Archive for August, 2013

The Achilles Heel of Unionism

Posted in Ireland, Irish Republican Socialism, IRSM, IRSP, James Connolly, Seamus Costello, Sectarianism, Unionism on August 31, 2013 by The Plough & The Stars

“If Northern Ireland ever comes to an end, it will be because the Protestants started fighting the British

(Lord Craigavon, ‘Northern Ireland’s first Prime Minister, 1922)

The veteran Irish columnist and Falls Road born “father of Irish journalism”, James Kelly, described Derry during the the de facto Stormont one party junta era as ‘Unionism’s Achilles’ Heel’.  Kelly, who’d visited Dublin as a child in the aftermath of the Easter Rising and wrote his last opinion piece at the ripe old age of 100, just prior to his death, had spent a lifetime chronicling  Unionist supremacism, it’s hard-wired sectarianism and indeed it’s use and abuse of it’s own deferential working-classes.


Times may have changed in the likes of Derry where the supremacist notion of a Maiden City has long been penetrated very publicly by a Nationalist middle-class whose trophy-like Haciendas stretch along the city from the outskirts of Killea to the likes of Culmore Road and well beyond with not a Stad sign in sight.

The days of the blatant Tammany Hall-like graft of the local Derry Unionist  political Burghers who could blatantly discriminate in allocating a lowly paid municipal post to some barely literate Loyal Order member whilst sending some Bogside candidate applying in vain  for the same job (who may even had the temerity to achieve a degree courtesy of The Education (Northern Ireland) Act 1947) back to the street corner “post” where the then be-sashed City Fathers believed disloyal ‘Taigs’, even those with a few letters after their names, belonged.  Gerrymandering (which perhaps in later times may well be referred to as ‘Derrymandering’) may now be a thing of the past  but observers of politics in the noth east of Ireland are undoubtedly getting a high definition view of Unionism’s 6 county wide Achilles Heel being  exposed again and again on 24 news loops globally.  Of course, for the working-classes, in Derry for example, the political colours of those in a position of patronage may have changed but like any ‘changing of the guard’ where Capitalism is concerned, the lot of the proletariat never changes and cold facts confirm that there has been no significant shortage in the queues at Asylum Road, during or beyond ‘Derrymandering.’


Belfast is not Derry, yet, but the supremacist frustration amongst Unionism is clear to see, as the Orange Statelet is just not what it used to be.  The ticking clock of demographics aside, even the 2013 Census starkly points out that nearly 6% of Catholics are unemployed, compared to 3.9% of Protestants despite Catholics being significantly better educationally qualified.  It is worth noting that when Western Europe’s largest supremacist sectarian paramilitary marches are annually given an hour+ coverage, much of it during primetime on both local TV channels, including the BBC, who still continue to propagate the myth of “Orangefest” then it is difficult to really say that the Orange State has been really smashed.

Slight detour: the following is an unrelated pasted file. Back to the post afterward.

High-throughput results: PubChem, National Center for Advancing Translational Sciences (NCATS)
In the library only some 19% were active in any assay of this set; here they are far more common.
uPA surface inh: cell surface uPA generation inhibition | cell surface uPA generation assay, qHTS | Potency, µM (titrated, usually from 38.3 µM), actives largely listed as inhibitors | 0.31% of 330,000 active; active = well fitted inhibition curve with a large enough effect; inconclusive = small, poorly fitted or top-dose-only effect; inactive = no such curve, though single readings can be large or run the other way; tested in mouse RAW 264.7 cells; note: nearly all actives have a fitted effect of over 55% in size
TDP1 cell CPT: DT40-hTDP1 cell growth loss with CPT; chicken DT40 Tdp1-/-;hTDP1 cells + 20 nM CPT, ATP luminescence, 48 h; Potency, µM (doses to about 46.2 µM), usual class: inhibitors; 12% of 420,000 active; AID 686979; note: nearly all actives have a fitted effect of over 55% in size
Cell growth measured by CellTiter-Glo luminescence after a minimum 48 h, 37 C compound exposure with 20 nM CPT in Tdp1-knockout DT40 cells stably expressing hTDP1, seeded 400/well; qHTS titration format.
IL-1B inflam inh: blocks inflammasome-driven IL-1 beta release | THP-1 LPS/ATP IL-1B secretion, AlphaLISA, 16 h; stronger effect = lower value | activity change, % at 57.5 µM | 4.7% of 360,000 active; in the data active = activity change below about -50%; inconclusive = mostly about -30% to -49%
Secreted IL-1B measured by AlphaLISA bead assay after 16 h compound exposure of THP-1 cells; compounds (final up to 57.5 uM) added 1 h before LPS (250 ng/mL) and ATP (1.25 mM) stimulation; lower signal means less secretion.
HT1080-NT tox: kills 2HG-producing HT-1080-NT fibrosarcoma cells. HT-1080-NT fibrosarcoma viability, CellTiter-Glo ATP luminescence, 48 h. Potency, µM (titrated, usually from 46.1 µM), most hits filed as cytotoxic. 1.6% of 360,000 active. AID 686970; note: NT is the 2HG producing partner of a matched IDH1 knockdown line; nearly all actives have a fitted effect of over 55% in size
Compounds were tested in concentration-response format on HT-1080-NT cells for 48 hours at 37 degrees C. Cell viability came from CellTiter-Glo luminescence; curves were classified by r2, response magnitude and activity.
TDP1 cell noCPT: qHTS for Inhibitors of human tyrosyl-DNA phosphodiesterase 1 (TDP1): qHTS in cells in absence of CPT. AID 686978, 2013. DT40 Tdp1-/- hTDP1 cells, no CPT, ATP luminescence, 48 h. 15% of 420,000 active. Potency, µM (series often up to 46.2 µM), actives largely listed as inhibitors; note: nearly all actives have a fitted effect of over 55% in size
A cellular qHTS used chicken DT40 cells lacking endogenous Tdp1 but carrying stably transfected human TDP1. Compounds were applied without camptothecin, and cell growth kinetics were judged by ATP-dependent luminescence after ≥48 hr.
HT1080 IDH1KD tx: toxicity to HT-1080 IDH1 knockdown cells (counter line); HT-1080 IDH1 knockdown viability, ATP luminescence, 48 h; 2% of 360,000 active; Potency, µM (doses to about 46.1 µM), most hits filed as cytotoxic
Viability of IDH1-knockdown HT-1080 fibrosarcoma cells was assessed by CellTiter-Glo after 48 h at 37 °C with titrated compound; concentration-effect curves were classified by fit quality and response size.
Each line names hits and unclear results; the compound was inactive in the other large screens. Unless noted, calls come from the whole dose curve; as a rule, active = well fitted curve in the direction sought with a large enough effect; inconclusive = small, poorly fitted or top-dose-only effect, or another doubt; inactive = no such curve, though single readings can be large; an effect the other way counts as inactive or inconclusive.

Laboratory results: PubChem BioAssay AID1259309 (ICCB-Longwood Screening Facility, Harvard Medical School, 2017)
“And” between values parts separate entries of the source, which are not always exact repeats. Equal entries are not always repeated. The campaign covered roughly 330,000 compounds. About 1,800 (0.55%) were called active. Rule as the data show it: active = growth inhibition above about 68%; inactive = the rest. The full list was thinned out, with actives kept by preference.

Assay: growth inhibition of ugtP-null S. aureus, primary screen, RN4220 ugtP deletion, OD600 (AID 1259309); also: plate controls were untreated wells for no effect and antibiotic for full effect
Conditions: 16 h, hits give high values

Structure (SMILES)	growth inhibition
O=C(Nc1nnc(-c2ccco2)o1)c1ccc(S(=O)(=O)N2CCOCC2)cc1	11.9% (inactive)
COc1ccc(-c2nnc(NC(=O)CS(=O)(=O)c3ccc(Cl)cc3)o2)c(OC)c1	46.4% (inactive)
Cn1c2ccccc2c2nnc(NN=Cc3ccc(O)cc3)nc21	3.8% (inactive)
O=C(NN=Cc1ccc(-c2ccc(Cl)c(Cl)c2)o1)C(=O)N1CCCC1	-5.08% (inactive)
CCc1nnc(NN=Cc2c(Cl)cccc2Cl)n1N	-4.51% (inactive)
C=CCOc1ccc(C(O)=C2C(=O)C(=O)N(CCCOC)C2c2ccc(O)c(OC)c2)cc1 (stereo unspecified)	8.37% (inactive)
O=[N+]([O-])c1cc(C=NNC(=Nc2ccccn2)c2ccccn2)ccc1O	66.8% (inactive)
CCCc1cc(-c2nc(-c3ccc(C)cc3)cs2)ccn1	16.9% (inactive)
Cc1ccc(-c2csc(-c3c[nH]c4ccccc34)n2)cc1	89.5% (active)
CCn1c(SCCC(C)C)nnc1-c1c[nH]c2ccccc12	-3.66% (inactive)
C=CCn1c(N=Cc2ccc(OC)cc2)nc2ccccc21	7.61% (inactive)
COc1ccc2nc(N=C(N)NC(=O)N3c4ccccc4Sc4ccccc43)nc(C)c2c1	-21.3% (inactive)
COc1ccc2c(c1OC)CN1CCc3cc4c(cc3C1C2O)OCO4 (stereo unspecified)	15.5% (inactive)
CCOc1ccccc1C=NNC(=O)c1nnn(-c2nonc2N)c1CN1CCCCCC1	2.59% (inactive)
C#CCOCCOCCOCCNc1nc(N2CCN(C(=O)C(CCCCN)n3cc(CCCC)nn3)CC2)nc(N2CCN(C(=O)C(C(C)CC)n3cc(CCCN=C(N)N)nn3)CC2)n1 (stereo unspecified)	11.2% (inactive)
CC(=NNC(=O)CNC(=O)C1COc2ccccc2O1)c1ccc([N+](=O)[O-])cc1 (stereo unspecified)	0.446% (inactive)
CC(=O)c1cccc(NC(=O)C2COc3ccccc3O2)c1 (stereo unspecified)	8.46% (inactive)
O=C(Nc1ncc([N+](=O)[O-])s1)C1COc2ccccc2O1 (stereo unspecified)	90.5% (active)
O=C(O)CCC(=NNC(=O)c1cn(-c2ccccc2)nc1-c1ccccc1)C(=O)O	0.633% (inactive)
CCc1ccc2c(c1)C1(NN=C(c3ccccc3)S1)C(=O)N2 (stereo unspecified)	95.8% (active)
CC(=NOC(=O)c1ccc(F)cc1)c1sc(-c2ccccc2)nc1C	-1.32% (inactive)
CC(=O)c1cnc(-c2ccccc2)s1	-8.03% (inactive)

The forced ‘normalisation’ at gunpoint of the first Stormont regime’s 50 years eventually proved to be it’s real Achilles Heel and the forced ‘normalisation’ of the contemporary Stormont mini-parliament, the Good Friday Agreement and St Andrews Accord have done little but create a facade of democracy as unreal as the fake shops created in Fermanagh for the benefit of the G8 war criminals.  The manufactured hope of a progressive working-class leadership for the Protestant working-classes has been exposed as, at best, a type of neo-Strasserism.  The Loyalist working-class are proving as pliable as ever by leaders who live in areas where flags and bunting would be frowned upon less they lower property values in the leafy lanes of the stockbroker belt, let alone the Condos of Florida!  The Achilles Heel of Unionism in times of uncertainty shamelessly uses and exposes the Protestant working-class to the latter day poison arrows of Paris.

Class Solidarity: The Only Solution

James Connolly’s observations on the north of Ireland at the turn of the century in The Reconquest of Ireland are relevant, considering that those who have use the Protestant working-class as canon-fodder for centuries in vain attempts to cover up the Achilles Heel of Unionism care not one iota for them and will parcel them back into their respective estates, just as soon as their muscle is not longer needed:

  “The majority of the poor slaves who work under such conditions and for such pay, as also the majority of the mill and factory workers amongst whom consumption claims its most numerous victims are, in Belfast, descendants of the men who “fought for civil and religious liberty at Derry, Aughrim and the Boyne”.

If those poor sweated descendants of Protestant rebels against a king had to-day one-hundredth part of the spirit of their ancestors in question, the re-conquest of Ireland by the working class would be a much easier task than it is likely to prove.

But into the minds of the wisest of both sections there is gradually percolating the great truth that our common sufferings provide a common basis of action – an amalgam to fuse us all together, and that, as we suffer together we should fight together, that we may be free together. Thus out of our toil and moil there arises a new Party – the Party of Labour – to

Tell of the cause of the poor who shrink
Crushed grapes in the wine press,
While rich men drink
And barter the trodden wine,
And pray.

(James Connolly: The Reconquest Of Ireland; Chapter 5: Belfast And It’s Problems)